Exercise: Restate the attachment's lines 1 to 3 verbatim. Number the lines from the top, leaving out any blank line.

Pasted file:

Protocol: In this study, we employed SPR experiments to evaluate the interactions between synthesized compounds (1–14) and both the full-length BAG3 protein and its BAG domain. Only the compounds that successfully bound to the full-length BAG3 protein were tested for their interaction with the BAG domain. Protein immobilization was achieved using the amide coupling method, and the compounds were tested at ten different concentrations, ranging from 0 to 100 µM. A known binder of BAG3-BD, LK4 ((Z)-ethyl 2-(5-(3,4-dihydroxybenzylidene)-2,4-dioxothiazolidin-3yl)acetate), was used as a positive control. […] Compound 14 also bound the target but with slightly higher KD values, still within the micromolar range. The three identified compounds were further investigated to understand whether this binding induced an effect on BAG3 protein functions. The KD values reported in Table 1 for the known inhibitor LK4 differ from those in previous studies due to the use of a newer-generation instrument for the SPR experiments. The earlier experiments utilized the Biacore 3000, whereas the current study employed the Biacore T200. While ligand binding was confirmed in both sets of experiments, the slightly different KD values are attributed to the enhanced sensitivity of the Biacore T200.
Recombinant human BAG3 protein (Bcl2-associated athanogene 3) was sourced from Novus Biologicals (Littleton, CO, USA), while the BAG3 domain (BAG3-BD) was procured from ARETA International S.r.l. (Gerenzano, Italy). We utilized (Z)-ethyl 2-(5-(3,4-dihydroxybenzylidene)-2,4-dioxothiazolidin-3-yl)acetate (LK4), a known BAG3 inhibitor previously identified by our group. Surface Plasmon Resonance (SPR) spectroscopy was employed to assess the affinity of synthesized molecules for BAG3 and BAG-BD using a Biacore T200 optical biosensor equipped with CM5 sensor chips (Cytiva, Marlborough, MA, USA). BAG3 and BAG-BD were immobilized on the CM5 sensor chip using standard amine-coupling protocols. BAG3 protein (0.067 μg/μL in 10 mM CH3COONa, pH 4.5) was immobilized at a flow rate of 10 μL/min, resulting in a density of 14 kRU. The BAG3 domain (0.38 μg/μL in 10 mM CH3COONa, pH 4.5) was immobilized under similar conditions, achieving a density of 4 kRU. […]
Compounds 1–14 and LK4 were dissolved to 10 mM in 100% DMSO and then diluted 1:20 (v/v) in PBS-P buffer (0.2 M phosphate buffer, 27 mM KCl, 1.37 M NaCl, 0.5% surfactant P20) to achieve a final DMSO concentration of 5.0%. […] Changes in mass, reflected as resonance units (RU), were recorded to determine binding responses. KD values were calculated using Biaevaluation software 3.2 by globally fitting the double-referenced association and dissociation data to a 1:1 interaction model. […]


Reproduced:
Protocol: In this study, we employed SPR experiments to evaluate the interactions between synthesized compounds (1–14) and both the full-length BAG3 protein and its BAG domain. Only the compounds that successfully bound to the full-length BAG3 protein were tested for their interaction with the BAG domain. Protein immobilization was achieved using the amide coupling method, and the compounds were tested at ten different concentrations, ranging from 0 to 100 µM. A known binder of BAG3-BD, LK4 ((Z)-ethyl 2-(5-(3,4-dihydroxybenzylidene)-2,4-dioxothiazolidin-3yl)acetate), was used as a positive control. […] Compound 14 also bound the target but with slightly higher KD values, still within the micromolar range. The three identified compounds were further investigated to understand whether this binding induced an effect on BAG3 protein functions. The KD values reported in Table 1 for the known inhibitor LK4 differ from those in previous studies due to the use of a newer-generation instrument for the SPR experiments. The earlier experiments utilized the Biacore 3000, whereas the current study employed the Biacore T200. While ligand binding was confirmed in both sets of experiments, the slightly different KD values are attributed to the enhanced sensitivity of the Biacore T200.
Recombinant human BAG3 protein (Bcl2-associated athanogene 3) was sourced from Novus Biologicals (Littleton, CO, USA), while the BAG3 domain (BAG3-BD) was procured from ARETA International S.r.l. (Gerenzano, Italy). We utilized (Z)-ethyl 2-(5-(3,4-dihydroxybenzylidene)-2,4-dioxothiazolidin-3-yl)acetate (LK4), a known BAG3 inhibitor previously identified by our group. Surface Plasmon Resonance (SPR) spectroscopy was employed to assess the affinity of synthesized molecules for BAG3 and BAG-BD using a Biacore T200 optical biosensor equipped with CM5 sensor chips (Cytiva, Marlborough, MA, USA). BAG3 and BAG-BD were immobilized on the CM5 sensor chip using standard amine-coupling protocols. BAG3 protein (0.067 μg/μL in 10 mM CH3COONa, pH 4.5) was immobilized at a flow rate of 10 μL/min, resulting in a density of 14 kRU. The BAG3 domain (0.38 μg/μL in 10 mM CH3COONa, pH 4.5) was immobilized under similar conditions, achieving a density of 4 kRU. […]
Compounds 1–14 and LK4 were dissolved to 10 mM in 100% DMSO and then diluted 1:20 (v/v) in PBS-P buffer (0.2 M phosphate buffer, 27 mM KCl, 1.37 M NaCl, 0.5% surfactant P20) to achieve a final DMSO concentration of 5.0%. […] Changes in mass, reflected as resonance units (RU), were recorded to determine binding responses. KD values were calculated using Biaevaluation software 3.2 by globally fitting the double-referenced association and dissociation data to a 1:1 interaction model. […]